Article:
Germany’s Finance Minister, Christian Lindner, has rejected Intel’s request for increased subsidies for a chip plant worth 17 billion euros ($18 billion).
Lindner stated in an interview that no additional funding is available in the budget, as the focus is on consolidating the budget rather than expanding it.
Initially, Intel was set to receive 6.8 billion euros in government support for its fabrication plant in Germany.
However, due to escalating energy and construction expenses, the company is now seeking around 10 billion euros, as reported by the newspaper.
Intel has not yet responded to Reuters’ request for comment.
Last year, Intel announced its selection of Magdeburg, a central German city, as the location for a new chip-making complex, as part of an extensive $88 billion investment initiative across Europe.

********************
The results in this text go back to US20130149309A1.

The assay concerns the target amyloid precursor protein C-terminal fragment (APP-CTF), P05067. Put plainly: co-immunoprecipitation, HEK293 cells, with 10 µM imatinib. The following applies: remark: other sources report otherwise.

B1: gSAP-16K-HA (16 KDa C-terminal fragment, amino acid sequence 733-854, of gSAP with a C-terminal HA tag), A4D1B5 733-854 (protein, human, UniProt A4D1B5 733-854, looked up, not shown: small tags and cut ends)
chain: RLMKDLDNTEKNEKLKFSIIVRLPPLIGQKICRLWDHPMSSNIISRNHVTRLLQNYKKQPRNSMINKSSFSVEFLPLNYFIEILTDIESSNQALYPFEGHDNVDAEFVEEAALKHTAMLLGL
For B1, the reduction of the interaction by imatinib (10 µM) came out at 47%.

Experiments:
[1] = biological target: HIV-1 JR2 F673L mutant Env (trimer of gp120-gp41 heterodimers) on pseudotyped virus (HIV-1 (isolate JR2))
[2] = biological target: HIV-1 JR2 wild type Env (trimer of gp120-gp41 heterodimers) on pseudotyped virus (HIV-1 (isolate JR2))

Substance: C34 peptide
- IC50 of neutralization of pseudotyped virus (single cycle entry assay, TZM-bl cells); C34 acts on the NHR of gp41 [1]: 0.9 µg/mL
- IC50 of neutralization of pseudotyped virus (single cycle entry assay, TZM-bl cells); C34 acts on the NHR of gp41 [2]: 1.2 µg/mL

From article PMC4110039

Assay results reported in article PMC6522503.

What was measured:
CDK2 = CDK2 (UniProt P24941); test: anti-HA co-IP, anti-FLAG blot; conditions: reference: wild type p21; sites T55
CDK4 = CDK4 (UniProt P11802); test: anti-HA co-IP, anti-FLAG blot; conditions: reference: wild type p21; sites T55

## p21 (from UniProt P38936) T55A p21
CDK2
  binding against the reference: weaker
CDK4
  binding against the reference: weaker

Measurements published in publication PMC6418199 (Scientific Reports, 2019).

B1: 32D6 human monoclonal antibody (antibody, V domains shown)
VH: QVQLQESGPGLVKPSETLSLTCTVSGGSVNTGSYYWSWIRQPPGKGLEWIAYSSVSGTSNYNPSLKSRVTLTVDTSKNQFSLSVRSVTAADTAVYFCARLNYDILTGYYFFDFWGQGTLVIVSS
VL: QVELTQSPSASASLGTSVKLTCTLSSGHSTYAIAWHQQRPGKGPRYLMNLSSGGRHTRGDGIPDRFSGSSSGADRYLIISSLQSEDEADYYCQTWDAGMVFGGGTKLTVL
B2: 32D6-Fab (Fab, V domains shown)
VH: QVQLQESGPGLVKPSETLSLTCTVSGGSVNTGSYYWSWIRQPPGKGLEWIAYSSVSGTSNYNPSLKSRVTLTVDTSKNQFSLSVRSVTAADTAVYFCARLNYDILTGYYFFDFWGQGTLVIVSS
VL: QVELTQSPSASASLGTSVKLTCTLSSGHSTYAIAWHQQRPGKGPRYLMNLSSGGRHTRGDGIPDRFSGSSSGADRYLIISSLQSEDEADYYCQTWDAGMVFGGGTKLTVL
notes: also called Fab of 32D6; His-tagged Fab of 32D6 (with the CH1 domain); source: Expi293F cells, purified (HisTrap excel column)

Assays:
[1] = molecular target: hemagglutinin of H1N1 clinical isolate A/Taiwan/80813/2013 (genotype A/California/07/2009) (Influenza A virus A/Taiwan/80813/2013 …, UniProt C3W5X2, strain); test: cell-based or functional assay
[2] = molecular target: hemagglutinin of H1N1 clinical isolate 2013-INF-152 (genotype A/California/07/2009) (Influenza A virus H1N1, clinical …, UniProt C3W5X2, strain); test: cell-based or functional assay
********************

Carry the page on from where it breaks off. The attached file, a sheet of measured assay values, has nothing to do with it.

This investment plan includes bolstering a factory in Ireland, establishing a packaging and assembly site in Italy, and setting up a design and research facility in France.
Intel joins chipmakers, such as Taiwan’s TSMC and the US-based Wolfspeed, in pursuing government funding to construct European factories. These efforts reflect a broader trend of countries seeking to enhance domestic chip production and reduce reliance on foreign suppliers.